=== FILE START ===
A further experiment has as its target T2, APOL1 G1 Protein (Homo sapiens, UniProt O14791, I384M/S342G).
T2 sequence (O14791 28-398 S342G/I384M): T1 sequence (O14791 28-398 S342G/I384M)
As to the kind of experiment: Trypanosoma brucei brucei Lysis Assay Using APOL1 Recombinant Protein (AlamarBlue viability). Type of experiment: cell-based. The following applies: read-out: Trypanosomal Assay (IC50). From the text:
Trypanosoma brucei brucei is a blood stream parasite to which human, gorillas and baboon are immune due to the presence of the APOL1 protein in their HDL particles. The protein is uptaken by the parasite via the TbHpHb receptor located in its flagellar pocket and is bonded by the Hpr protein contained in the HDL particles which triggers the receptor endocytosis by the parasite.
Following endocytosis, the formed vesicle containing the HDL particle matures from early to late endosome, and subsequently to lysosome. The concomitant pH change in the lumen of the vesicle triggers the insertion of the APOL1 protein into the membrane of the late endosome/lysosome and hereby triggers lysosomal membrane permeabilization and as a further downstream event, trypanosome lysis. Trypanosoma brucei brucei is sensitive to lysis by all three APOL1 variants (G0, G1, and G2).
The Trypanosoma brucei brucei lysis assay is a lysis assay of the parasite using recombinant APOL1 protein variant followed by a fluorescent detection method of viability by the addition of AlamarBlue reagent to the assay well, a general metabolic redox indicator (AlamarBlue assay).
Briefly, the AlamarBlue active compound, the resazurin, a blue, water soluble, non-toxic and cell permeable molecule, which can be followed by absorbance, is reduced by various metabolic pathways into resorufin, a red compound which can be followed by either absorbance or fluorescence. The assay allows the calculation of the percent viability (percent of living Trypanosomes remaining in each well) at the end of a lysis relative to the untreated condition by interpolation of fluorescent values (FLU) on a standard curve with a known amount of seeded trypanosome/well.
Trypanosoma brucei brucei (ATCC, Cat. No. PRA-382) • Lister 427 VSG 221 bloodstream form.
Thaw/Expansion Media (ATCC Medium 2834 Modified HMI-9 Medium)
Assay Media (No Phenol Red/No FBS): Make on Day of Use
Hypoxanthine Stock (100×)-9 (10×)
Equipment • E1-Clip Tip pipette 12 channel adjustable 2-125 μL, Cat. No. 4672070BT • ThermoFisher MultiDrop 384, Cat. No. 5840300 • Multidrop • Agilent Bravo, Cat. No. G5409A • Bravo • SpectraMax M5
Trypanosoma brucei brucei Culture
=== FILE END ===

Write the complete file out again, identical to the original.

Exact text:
A further experiment has as its target T2, APOL1 G1 Protein (Homo sapiens, UniProt O14791, I384M/S342G).
T2 sequence (O14791 28-398 S342G/I384M): T1 sequence (O14791 28-398 S342G/I384M)
As to the kind of experiment: Trypanosoma brucei brucei Lysis Assay Using APOL1 Recombinant Protein (AlamarBlue viability). Type of experiment: cell-based. The following applies: read-out: Trypanosomal Assay (IC50). From the text:
Trypanosoma brucei brucei is a blood stream parasite to which human, gorillas and baboon are immune due to the presence of the APOL1 protein in their HDL particles. The protein is uptaken by the parasite via the TbHpHb receptor located in its flagellar pocket and is bonded by the Hpr protein contained in the HDL particles which triggers the receptor endocytosis by the parasite.
Following endocytosis, the formed vesicle containing the HDL particle matures from early to late endosome, and subsequently to lysosome. The concomitant pH change in the lumen of the vesicle triggers the insertion of the APOL1 protein into the membrane of the late endosome/lysosome and hereby triggers lysosomal membrane permeabilization and as a further downstream event, trypanosome lysis. Trypanosoma brucei brucei is sensitive to lysis by all three APOL1 variants (G0, G1, and G2).
The Trypanosoma brucei brucei lysis assay is a lysis assay of the parasite using recombinant APOL1 protein variant followed by a fluorescent detection method of viability by the addition of AlamarBlue reagent to the assay well, a general metabolic redox indicator (AlamarBlue assay).
Briefly, the AlamarBlue active compound, the resazurin, a blue, water soluble, non-toxic and cell permeable molecule, which can be followed by absorbance, is reduced by various metabolic pathways into resorufin, a red compound which can be followed by either absorbance or fluorescence. The assay allows the calculation of the percent viability (percent of living Trypanosomes remaining in each well) at the end of a lysis relative to the untreated condition by interpolation of fluorescent values (FLU) on a standard curve with a known amount of seeded trypanosome/well.
Trypanosoma brucei brucei (ATCC, Cat. No. PRA-382) • Lister 427 VSG 221 bloodstream form.
Thaw/Expansion Media (ATCC Medium 2834 Modified HMI-9 Medium)
Assay Media (No Phenol Red/No FBS): Make on Day of Use
Hypoxanthine Stock (100×)-9 (10×)
Equipment • E1-Clip Tip pipette 12 channel adjustable 2-125 μL, Cat. No. 4672070BT • ThermoFisher MultiDrop 384, Cat. No. 5840300 • Multidrop • Agilent Bravo, Cat. No. G5409A • Bravo • SpectraMax M5
Trypanosoma brucei brucei Culture